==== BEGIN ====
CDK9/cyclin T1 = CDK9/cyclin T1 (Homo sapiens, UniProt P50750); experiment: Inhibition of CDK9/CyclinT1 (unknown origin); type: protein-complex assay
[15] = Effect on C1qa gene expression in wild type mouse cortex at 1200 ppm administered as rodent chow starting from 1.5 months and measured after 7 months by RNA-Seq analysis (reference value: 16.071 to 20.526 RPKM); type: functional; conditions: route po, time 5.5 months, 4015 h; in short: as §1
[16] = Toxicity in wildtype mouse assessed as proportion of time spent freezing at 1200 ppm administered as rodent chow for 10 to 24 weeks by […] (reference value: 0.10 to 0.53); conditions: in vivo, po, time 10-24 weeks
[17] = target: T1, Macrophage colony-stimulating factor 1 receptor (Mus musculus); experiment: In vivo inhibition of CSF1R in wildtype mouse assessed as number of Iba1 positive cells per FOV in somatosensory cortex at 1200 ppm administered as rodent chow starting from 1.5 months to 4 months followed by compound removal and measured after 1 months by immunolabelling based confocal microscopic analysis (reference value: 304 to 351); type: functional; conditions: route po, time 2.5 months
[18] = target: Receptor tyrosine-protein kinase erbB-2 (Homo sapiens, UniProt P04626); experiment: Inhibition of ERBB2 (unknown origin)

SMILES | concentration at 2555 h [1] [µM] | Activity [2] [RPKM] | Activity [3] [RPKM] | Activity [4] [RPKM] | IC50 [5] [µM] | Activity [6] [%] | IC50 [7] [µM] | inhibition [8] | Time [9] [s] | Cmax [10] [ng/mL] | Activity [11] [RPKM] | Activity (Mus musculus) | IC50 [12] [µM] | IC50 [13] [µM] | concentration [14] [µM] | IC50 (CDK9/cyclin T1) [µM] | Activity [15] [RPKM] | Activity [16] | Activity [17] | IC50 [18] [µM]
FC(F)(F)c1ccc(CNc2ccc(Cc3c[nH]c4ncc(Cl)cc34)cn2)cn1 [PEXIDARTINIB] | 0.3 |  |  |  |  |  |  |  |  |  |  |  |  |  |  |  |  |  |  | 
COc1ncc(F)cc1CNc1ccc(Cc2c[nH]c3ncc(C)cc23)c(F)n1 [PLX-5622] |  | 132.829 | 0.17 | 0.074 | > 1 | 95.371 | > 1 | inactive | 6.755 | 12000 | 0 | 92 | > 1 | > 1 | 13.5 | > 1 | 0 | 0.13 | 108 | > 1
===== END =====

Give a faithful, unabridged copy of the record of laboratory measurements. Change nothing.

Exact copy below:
CDK9/cyclin T1 = CDK9/cyclin T1 (Homo sapiens, UniProt P50750); experiment: Inhibition of CDK9/CyclinT1 (unknown origin); type: protein-complex assay
[15] = Effect on C1qa gene expression in wild type mouse cortex at 1200 ppm administered as rodent chow starting from 1.5 months and measured after 7 months by RNA-Seq analysis (reference value: 16.071 to 20.526 RPKM); type: functional; conditions: route po, time 5.5 months, 4015 h; in short: as §1
[16] = Toxicity in wildtype mouse assessed as proportion of time spent freezing at 1200 ppm administered as rodent chow for 10 to 24 weeks by […] (reference value: 0.10 to 0.53); conditions: in vivo, po, time 10-24 weeks
[17] = target: T1, Macrophage colony-stimulating factor 1 receptor (Mus musculus); experiment: In vivo inhibition of CSF1R in wildtype mouse assessed as number of Iba1 positive cells per FOV in somatosensory cortex at 1200 ppm administered as rodent chow starting from 1.5 months to 4 months followed by compound removal and measured after 1 months by immunolabelling based confocal microscopic analysis (reference value: 304 to 351); type: functional; conditions: route po, time 2.5 months
[18] = target: Receptor tyrosine-protein kinase erbB-2 (Homo sapiens, UniProt P04626); experiment: Inhibition of ERBB2 (unknown origin)

SMILES | concentration at 2555 h [1] [µM] | Activity [2] [RPKM] | Activity [3] [RPKM] | Activity [4] [RPKM] | IC50 [5] [µM] | Activity [6] [%] | IC50 [7] [µM] | inhibition [8] | Time [9] [s] | Cmax [10] [ng/mL] | Activity [11] [RPKM] | Activity (Mus musculus) | IC50 [12] [µM] | IC50 [13] [µM] | concentration [14] [µM] | IC50 (CDK9/cyclin T1) [µM] | Activity [15] [RPKM] | Activity [16] | Activity [17] | IC50 [18] [µM]
FC(F)(F)c1ccc(CNc2ccc(Cc3c[nH]c4ncc(Cl)cc34)cn2)cn1 [PEXIDARTINIB] | 0.3 |  |  |  |  |  |  |  |  |  |  |  |  |  |  |  |  |  |  | 
COc1ncc(F)cc1CNc1ccc(Cc2c[nH]c3ncc(C)cc23)c(F)n1 [PLX-5622] |  | 132.829 | 0.17 | 0.074 | > 1 | 95.371 | > 1 | inactive | 6.755 | 12000 | 0 | 92 | > 1 | > 1 | 13.5 | > 1 | 0 | 0.13 | 108 | > 1